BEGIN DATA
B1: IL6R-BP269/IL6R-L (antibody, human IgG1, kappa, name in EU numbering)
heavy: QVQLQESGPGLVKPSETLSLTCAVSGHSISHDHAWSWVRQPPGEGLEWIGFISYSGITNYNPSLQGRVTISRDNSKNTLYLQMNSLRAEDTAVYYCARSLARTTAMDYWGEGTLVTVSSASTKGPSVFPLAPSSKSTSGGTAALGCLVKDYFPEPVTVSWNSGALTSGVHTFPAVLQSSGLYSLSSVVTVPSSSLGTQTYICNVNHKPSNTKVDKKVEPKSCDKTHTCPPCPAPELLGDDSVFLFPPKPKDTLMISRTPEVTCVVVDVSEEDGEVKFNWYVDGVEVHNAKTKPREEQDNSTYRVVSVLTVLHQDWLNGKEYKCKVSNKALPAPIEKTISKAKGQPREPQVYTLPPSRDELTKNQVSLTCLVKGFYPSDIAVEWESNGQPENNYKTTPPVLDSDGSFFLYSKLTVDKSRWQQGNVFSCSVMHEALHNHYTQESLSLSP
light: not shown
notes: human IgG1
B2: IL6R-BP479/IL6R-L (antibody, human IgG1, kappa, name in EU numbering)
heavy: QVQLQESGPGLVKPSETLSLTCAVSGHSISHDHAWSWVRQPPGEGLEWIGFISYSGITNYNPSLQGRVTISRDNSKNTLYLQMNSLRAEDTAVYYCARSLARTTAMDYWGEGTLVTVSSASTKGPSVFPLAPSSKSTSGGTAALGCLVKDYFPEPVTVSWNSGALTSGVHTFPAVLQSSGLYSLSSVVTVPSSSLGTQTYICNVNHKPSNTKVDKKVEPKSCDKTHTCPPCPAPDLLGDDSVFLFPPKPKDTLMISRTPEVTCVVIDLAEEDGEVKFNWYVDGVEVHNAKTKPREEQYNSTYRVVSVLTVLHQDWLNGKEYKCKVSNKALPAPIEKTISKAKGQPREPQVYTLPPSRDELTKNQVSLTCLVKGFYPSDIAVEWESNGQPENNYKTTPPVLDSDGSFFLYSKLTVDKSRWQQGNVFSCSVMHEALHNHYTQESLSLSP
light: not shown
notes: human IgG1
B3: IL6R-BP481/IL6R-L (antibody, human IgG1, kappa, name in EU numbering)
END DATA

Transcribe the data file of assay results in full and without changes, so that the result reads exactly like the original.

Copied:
B1: IL6R-BP269/IL6R-L (antibody, human IgG1, kappa, name in EU numbering)
heavy: QVQLQESGPGLVKPSETLSLTCAVSGHSISHDHAWSWVRQPPGEGLEWIGFISYSGITNYNPSLQGRVTISRDNSKNTLYLQMNSLRAEDTAVYYCARSLARTTAMDYWGEGTLVTVSSASTKGPSVFPLAPSSKSTSGGTAALGCLVKDYFPEPVTVSWNSGALTSGVHTFPAVLQSSGLYSLSSVVTVPSSSLGTQTYICNVNHKPSNTKVDKKVEPKSCDKTHTCPPCPAPELLGDDSVFLFPPKPKDTLMISRTPEVTCVVVDVSEEDGEVKFNWYVDGVEVHNAKTKPREEQDNSTYRVVSVLTVLHQDWLNGKEYKCKVSNKALPAPIEKTISKAKGQPREPQVYTLPPSRDELTKNQVSLTCLVKGFYPSDIAVEWESNGQPENNYKTTPPVLDSDGSFFLYSKLTVDKSRWQQGNVFSCSVMHEALHNHYTQESLSLSP
light: not shown
notes: human IgG1
B2: IL6R-BP479/IL6R-L (antibody, human IgG1, kappa, name in EU numbering)
heavy: QVQLQESGPGLVKPSETLSLTCAVSGHSISHDHAWSWVRQPPGEGLEWIGFISYSGITNYNPSLQGRVTISRDNSKNTLYLQMNSLRAEDTAVYYCARSLARTTAMDYWGEGTLVTVSSASTKGPSVFPLAPSSKSTSGGTAALGCLVKDYFPEPVTVSWNSGALTSGVHTFPAVLQSSGLYSLSSVVTVPSSSLGTQTYICNVNHKPSNTKVDKKVEPKSCDKTHTCPPCPAPDLLGDDSVFLFPPKPKDTLMISRTPEVTCVVIDLAEEDGEVKFNWYVDGVEVHNAKTKPREEQYNSTYRVVSVLTVLHQDWLNGKEYKCKVSNKALPAPIEKTISKAKGQPREPQVYTLPPSRDELTKNQVSLTCLVKGFYPSDIAVEWESNGQPENNYKTTPPVLDSDGSFFLYSKLTVDKSRWQQGNVFSCSVMHEALHNHYTQESLSLSP
light: not shown
notes: human IgG1
B3: IL6R-BP481/IL6R-L (antibody, human IgG1, kappa, name in EU numbering)